A few days ago, the Daily Telegraph ran a piece under the sensational heading “US planned to blow up a nuclear bomb on the Moon”. The strapline included the phrase “according to reports”, giving the reader the impression this was News when in fact it was nothing of the kind.
Exactly the same story, in greater detail, appeared in the January 2003 issue of UFO Magazine. Despite the cover date, this would have been on the newsstands in late November 2002 – exactly ten years before the Telegraph piece. It isn’t just that it was a similar story – it was exactly the same story. The Project designation (A119) and the name of the informant (Leonard Reiffel) are identical in both accounts. And the one in UFO Magazine is honest enough to admit it was old news even in 2002 – it ascribes Reiffel’s public revelation of the project to “14 May 2000”. The events themselves, of course, happened way back in 1958.
The point I was trying to make was that Reiffel’s reference to a “mushroom cloud” suggested there was an atmosphere on the Moon. I don’t think this is necessarily true. While the classic image of the broad, flat-topped mushroom cloud requires interaction with an atmosphere, you would probably get something that could loosely be described as a “mushroom shape” even on an airless world like the Moon.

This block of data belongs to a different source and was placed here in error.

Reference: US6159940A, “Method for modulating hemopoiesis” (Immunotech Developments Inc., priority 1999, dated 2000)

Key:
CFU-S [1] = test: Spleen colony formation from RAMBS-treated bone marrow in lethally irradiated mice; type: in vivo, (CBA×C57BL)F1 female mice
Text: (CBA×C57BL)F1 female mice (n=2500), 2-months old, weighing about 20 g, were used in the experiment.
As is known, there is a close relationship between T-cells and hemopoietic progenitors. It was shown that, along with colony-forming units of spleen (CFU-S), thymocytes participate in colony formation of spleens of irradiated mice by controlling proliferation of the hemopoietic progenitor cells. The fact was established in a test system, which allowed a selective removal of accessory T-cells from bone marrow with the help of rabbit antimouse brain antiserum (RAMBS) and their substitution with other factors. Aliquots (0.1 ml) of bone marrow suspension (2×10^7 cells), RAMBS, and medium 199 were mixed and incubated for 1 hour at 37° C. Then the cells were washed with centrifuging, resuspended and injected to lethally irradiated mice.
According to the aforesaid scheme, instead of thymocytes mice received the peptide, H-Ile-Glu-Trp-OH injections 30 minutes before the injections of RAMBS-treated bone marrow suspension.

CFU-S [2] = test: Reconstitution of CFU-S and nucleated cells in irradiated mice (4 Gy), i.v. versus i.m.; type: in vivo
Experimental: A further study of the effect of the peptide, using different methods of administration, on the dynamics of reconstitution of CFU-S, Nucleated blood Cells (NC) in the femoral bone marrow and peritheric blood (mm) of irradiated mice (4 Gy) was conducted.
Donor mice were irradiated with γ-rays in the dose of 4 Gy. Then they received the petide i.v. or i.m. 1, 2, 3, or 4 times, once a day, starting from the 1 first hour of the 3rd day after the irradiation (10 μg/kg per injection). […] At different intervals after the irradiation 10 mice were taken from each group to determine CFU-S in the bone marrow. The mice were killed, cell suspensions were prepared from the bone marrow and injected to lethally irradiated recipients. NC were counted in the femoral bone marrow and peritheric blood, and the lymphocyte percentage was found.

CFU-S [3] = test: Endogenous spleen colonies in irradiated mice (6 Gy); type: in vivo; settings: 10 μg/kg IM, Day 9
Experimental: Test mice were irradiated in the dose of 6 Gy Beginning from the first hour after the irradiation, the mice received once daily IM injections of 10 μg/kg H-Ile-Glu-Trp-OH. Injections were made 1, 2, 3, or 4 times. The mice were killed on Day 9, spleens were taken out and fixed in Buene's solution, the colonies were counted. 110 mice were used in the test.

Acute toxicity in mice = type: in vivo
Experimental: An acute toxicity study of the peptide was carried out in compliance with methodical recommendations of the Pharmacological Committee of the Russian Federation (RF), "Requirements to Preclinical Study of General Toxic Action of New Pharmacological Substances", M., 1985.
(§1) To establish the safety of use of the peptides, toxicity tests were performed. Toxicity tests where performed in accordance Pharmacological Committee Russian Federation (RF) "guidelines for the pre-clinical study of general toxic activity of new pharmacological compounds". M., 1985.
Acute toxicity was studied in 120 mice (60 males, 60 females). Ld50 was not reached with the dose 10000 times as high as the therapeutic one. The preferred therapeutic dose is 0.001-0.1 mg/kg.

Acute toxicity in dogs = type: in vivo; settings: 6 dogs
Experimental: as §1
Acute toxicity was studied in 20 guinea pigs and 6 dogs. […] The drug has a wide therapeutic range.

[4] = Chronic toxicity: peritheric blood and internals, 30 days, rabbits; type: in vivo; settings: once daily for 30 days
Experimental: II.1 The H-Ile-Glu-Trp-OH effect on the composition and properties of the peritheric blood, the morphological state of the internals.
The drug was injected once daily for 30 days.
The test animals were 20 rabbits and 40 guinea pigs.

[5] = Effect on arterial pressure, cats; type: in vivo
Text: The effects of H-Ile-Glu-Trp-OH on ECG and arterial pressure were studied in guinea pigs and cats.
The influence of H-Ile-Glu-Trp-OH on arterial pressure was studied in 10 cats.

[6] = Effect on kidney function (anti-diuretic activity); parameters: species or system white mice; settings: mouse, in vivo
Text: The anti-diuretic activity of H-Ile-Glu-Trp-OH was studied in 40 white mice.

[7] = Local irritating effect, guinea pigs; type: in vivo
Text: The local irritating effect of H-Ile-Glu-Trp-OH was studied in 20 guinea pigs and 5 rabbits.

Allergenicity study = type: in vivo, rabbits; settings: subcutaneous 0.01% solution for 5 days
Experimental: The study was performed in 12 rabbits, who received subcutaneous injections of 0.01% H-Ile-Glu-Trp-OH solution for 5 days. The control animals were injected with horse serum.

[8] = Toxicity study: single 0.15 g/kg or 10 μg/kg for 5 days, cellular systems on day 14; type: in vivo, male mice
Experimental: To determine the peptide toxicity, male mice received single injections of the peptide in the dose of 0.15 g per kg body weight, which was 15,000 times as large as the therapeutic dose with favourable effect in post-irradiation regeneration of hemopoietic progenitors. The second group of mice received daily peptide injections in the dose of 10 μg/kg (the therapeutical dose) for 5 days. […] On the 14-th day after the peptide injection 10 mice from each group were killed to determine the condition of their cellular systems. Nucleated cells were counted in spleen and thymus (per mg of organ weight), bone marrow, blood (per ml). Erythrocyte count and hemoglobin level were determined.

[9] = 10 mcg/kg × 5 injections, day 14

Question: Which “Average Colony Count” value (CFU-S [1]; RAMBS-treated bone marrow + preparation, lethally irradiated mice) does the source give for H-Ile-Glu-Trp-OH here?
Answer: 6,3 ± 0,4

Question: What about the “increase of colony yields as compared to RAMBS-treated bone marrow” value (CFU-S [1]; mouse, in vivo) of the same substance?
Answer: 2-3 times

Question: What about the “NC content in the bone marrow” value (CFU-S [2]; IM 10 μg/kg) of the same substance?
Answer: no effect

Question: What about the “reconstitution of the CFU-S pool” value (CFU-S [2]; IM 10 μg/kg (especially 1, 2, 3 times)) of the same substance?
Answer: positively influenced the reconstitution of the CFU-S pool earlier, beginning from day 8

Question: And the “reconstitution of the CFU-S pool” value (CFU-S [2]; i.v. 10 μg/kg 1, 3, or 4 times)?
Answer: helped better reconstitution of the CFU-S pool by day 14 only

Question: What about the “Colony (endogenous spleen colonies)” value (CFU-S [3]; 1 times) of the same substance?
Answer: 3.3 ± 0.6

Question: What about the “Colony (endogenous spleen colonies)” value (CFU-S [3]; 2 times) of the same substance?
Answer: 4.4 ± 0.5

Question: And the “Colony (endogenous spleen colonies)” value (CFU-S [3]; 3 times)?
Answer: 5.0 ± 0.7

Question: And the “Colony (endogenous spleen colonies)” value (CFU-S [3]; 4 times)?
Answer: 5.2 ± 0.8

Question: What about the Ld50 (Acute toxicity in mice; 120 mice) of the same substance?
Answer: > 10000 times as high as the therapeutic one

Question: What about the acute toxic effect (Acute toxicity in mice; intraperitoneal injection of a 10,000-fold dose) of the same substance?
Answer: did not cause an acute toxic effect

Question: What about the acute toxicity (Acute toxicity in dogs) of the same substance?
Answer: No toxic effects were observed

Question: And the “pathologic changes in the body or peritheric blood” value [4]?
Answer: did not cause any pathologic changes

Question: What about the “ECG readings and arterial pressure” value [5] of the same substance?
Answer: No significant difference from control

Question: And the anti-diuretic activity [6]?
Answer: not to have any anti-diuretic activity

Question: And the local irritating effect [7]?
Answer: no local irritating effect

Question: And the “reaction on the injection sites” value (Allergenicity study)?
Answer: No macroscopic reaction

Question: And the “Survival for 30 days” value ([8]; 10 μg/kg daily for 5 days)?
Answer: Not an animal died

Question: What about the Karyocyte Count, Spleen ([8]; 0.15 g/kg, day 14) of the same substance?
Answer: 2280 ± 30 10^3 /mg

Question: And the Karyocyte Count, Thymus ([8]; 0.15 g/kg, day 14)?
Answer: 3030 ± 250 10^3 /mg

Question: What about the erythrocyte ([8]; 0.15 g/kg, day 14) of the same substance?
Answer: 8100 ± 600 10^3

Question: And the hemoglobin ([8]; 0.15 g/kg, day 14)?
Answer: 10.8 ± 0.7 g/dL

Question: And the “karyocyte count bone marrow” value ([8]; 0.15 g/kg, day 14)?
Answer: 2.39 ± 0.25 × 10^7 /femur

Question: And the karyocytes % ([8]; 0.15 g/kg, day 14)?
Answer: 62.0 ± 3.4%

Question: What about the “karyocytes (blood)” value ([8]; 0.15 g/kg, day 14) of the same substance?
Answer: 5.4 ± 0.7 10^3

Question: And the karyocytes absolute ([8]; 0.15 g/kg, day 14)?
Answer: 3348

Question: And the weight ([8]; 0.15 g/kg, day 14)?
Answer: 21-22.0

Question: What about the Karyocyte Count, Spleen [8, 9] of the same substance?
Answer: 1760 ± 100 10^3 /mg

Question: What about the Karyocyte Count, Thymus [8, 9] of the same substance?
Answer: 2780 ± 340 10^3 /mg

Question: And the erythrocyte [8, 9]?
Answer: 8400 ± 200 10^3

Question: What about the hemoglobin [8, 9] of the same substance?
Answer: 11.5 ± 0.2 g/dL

In any case, the letter was tongue-in-cheek – jumping on the bandwagon of saying “Look at all the things NASA is lying to us about”, which was the mainstay of UFO Magazine in those days. In reality, I firmly believe that any erroneous or contradictory statements made by NASA (or any other government organization) are far more likely to be due to the bungling incompetence of low-level officials than a coordinated top-level conspiracy.